It’s been incredible watching TGD evolve and grow into such a success. What do you think it is that makes people love it so much?
What I love about TGD is that our subjects talk about successes and failures. Even if they are higher-profile or more well-known, the people we interview seem relatable, which is very important to us. We don’t put our subjects on a pedestal. We publish candid conversations that give insight into the reality of creating for a living, including the risks and struggles. Readers nod in agreement when they read our interviews and identify with an individual’s story. That’s a powerful experience.
Do you find New York to be a good place for creative professionals?
There are no shortage of opportunities in New York, but I don’t think you have to be here. That said, it’s easy to meet people here. For me, the biggest benefit to being in New York is the opportunity to meet people who do a wide variety of work. For the most part, people are welcoming and friendly—at least in my experience.
There is a strong creative community in New York, but you must tap into it. It’s easy to get involved in work and give in to a busy schedule. I try to remind myself to take advantage of the proximity I have to such amazing people while we’re all here.
Who have been your favorite interviews for TGD so far?
Personally, my favorite was the Portland-based author, Cheryl Strayed. I interviewed her in July 2012, a few months after her best-selling memoir, Wild, was published. Cheryl is a constant inspiration to me in the way she writes and her straightforward attitude toward life. She doesn’t hold back, and I appreciate that. She has also worked extremely hard to get to where she is now, which I can relate to. It was a treat to speak to her via Skype video chat and learn more about her evolution as a person and writer.
How do you maintain work-life balance?
It’s a struggle, especially in New York. People in the city tend to work long hours and juggle side projects on top of day jobs. Then there are the extracurriculars. I could go to an event or opening every night in support of friends and colleagues—there’s always something going on. I have to constantly be mindful of my schedule because I tend to work long hours and not take time off, which isn’t healthy. I need time away from the computer, whether that entails a long weekend, a few hours of downtime, or a real vacation away from the screen.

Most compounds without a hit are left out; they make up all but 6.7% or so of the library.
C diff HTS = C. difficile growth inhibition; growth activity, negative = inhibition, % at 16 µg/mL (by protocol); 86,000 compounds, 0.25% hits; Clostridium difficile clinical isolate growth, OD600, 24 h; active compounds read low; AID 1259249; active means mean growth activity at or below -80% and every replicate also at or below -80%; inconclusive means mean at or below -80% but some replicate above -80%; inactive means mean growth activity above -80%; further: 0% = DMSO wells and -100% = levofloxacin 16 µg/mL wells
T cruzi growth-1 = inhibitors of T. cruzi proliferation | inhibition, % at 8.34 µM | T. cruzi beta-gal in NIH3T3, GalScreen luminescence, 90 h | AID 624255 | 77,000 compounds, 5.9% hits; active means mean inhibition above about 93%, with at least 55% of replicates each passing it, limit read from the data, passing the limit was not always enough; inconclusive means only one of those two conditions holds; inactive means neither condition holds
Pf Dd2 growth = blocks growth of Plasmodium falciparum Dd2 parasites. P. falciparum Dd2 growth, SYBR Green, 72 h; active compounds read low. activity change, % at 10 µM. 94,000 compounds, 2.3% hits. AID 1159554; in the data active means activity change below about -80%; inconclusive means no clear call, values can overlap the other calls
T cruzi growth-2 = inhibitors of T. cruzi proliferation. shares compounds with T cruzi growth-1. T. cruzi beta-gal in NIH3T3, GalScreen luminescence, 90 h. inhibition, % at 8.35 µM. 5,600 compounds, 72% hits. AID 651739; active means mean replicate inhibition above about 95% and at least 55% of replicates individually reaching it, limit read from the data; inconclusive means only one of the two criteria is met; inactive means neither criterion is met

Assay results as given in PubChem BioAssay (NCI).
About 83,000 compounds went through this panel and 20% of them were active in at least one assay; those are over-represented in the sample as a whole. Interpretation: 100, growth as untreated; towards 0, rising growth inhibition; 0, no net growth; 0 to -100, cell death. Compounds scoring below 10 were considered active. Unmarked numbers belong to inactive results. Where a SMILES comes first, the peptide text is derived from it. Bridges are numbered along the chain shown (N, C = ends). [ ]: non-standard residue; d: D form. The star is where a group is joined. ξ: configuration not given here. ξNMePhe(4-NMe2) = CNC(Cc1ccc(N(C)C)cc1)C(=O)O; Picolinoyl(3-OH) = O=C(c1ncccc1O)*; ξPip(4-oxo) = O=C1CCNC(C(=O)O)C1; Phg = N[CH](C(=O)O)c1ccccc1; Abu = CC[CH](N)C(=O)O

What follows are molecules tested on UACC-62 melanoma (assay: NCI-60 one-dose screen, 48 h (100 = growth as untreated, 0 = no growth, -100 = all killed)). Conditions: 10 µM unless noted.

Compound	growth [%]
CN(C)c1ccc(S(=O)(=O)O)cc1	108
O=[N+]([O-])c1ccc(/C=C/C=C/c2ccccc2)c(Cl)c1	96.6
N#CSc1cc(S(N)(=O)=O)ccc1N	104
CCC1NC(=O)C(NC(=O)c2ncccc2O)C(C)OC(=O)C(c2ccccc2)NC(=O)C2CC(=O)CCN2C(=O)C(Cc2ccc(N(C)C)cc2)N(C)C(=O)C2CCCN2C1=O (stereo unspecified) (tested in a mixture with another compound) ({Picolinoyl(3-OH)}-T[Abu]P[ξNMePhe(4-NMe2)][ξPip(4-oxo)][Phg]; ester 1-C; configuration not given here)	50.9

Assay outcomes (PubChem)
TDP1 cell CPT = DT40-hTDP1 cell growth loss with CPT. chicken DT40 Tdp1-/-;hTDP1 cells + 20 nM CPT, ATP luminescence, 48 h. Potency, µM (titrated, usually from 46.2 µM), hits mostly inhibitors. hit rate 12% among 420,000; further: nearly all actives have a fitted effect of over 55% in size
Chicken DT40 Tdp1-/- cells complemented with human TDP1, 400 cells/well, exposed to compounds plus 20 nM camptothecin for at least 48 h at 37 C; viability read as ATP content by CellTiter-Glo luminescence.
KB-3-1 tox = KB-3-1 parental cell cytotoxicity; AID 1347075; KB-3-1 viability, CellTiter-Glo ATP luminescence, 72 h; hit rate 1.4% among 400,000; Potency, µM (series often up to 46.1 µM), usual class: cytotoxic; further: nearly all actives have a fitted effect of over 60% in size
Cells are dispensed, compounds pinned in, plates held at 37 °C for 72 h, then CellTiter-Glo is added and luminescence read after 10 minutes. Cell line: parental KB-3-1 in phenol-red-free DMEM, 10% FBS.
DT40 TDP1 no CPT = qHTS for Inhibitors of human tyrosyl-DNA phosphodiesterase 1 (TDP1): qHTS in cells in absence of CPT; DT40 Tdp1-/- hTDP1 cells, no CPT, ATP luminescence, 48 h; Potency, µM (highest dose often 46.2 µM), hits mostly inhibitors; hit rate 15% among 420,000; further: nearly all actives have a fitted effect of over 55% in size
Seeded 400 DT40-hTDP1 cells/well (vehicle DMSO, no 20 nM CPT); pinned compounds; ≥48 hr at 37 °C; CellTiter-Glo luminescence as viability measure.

What grounds me is staying connected to friends and family. I fly back to Michigan as often as I can to visit family, and I try my best to keep in touch with my closest girlfriends via texting, talking on the phone, or planning trips to visit each other. Being around people who know me outside of my work—and who’ve known me since I was a kid—helps remind me that there is more to life than work, and that I am more than my work. It gives me perspective, and I feel lucky to have those relationships.
What’s your favorite work environment and set-up to get in the zone?
I have a simple setup since most of my work does not include heavy lifting. I’m mainly sending emails, editing, and writing during the day. I can’t live without my MacBook Air, a notebook and pen—yes, I like making a to-do list and crossing off items—and, if I’m at my desk, I’ll connect to my Thunderbolt Display.
If I’m editing or writing, which is usually the case, I need quiet. I can only listen to music when doing research or brainstorming. Aside from that, there are multiple coffee breaks during the day because I just can’t help myself.
Have a question for Tina or a suggestion for someone you’d like to see us interview? Leave your questions and ideas in the comments below!